Brazil: Time To Be Bullish To Buy Brazilian Businesses?

Last Updated: 7 June 2016
Article by Sanjiv K. Kapur

In March 2016, the Brazilian Ibovespa stock market index had its best monthly performance since October 2002 and posted a 17 percent increase. During the same month, the Brazilian real appreciated by 10 percent against the U.S. dollar. Fueled by the impending impeachment of President Dilma Rousseff, Brazilians are cautiously optimistic that they may be freed of what her critics have termed disastrous economic and legal policies. Should this sudden euphoria be a signal to international companies to buy businesses in Brazil, especially as asset values have fallen with the recent economic downturn, and the real has devalued by more than 100 percent relative to the U.S. dollar in the last five years?

Impeachment by itself will not improve Brazil's "ease of doing business" ranking of 120 out of 189 countries by the World Bank and the International Finance Corporation—a ranking that can make the M&A process particularly challenging. Getting rid of the added cost of doing business in Brazil, or the "Custo Brasil," will require more than a change in the Brazilian president.


Corruption is an important element of the Custo Brasil that can make the M&A process formidable. The due diligence process, especially involving privately held companies, may uncover inappropriate payments made by the target to governmental authorities, frequently in connection with tax, labor, governmental permitting, or customs matters. In light of the mandates of the U.S. Foreign Corrupt Practices Act and other similar relevant laws, before entering into any transaction, an investor needs to identify such practices and implement the necessary controls and training systems to ensure that these practices do not continue post-acquisition. In addition to hiring an auditing firm to examine accounting records, retaining a private investigator to do background checks on the target company and its executives and shareholders is common.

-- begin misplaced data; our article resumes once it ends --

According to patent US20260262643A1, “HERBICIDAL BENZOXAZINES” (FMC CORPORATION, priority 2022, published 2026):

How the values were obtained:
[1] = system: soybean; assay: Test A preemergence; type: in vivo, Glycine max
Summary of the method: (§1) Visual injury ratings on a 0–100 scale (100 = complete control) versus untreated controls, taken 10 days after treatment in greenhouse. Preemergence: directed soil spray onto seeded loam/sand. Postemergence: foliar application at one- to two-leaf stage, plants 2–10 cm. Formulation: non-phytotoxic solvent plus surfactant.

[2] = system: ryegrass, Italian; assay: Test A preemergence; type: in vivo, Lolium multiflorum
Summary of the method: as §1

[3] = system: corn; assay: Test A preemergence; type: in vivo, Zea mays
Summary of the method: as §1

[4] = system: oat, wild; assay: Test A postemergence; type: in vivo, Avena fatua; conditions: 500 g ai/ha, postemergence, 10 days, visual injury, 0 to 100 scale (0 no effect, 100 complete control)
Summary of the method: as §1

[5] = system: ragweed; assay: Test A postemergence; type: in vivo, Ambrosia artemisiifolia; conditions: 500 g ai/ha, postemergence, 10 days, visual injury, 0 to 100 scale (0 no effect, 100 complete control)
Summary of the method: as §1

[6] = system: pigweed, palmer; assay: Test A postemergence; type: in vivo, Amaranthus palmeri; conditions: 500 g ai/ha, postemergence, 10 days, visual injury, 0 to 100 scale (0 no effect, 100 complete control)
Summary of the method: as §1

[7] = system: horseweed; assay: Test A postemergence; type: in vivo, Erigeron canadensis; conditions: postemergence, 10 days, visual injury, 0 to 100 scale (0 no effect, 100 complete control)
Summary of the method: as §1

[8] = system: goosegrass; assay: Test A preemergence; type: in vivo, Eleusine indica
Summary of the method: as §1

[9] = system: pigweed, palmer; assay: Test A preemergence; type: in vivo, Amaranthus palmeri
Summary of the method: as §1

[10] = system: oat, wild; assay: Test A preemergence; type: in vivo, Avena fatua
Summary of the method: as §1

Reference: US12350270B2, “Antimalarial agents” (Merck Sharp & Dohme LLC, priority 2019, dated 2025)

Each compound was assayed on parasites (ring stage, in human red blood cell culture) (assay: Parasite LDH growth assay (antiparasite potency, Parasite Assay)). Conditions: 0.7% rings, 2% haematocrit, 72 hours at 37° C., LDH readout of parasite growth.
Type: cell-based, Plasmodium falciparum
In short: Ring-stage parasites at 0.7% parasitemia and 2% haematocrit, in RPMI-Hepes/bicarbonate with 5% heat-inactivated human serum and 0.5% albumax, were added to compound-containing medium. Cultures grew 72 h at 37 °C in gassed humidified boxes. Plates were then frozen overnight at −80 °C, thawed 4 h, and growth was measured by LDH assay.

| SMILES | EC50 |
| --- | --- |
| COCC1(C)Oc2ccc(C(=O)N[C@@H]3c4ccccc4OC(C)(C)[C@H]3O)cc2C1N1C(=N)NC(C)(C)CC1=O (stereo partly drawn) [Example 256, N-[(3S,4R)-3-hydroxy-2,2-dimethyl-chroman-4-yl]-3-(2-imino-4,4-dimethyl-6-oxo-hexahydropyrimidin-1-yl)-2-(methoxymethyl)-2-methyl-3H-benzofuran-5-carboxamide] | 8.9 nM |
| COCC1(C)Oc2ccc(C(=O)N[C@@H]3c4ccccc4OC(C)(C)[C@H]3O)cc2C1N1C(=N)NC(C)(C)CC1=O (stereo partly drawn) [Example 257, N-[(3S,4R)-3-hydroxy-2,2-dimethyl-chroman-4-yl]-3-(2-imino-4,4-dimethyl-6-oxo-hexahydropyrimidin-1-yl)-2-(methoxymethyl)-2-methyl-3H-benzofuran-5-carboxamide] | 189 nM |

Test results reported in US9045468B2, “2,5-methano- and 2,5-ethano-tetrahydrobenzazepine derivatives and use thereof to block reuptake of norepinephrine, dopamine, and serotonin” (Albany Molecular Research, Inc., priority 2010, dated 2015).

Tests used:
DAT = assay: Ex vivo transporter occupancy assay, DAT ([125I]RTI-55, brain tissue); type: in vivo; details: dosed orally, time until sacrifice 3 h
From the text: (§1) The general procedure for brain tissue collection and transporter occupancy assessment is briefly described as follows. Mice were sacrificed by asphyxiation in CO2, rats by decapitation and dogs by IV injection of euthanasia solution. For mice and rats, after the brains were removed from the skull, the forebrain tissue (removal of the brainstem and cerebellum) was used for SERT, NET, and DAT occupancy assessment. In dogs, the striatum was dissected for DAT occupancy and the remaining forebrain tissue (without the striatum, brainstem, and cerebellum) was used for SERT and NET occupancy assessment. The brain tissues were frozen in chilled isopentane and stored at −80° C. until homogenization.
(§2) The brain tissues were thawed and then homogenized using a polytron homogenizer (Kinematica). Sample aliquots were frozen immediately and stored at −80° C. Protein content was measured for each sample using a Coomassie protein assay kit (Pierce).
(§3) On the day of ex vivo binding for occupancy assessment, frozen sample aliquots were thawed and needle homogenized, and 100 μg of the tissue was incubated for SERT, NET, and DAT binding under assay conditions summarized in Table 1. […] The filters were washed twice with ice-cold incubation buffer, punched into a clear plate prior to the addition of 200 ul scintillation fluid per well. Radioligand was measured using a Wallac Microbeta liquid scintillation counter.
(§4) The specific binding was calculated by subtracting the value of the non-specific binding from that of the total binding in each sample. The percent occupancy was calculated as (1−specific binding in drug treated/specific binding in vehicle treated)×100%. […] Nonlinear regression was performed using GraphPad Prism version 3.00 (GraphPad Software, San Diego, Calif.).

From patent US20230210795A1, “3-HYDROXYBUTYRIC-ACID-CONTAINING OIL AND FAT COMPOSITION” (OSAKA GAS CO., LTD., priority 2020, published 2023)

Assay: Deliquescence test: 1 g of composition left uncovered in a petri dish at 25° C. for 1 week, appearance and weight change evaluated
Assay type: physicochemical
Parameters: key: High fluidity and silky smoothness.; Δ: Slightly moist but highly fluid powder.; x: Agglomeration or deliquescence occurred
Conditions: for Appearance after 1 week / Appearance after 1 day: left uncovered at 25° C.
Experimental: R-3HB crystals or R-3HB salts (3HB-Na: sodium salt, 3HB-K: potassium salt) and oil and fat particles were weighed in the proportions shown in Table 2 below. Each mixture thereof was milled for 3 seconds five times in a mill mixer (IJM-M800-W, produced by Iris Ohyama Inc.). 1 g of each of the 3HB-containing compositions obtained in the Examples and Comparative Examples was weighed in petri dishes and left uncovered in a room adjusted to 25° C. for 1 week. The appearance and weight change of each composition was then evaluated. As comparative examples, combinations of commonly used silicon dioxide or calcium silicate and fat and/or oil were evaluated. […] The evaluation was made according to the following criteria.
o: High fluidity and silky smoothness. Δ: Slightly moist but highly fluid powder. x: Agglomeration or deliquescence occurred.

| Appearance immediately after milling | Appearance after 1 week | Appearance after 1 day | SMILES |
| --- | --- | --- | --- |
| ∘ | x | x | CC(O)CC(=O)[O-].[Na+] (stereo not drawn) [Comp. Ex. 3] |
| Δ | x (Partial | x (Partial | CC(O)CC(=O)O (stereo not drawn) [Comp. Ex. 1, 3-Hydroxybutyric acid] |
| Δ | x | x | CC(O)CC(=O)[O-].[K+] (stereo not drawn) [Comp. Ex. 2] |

The Brazilian Clean Companies Act, which went into force in January 2014, imposes requirements comparable to those of the U.S. Foreign Corrupt Practices Act and the UK Bribery Act. In the case of an entity acquired through merger, the law makes the successor entity liable for restitution and fines of up to the value of the assets transferred in the transaction. In addition to the decrease in illicit practices as a result of the new law, investors can take some comfort that Brazilian executives, unlike many of their counterparts in other parts of the world (and unlike some Brazilian politicians!), when queried often will come clean and admit to their past questionable practices.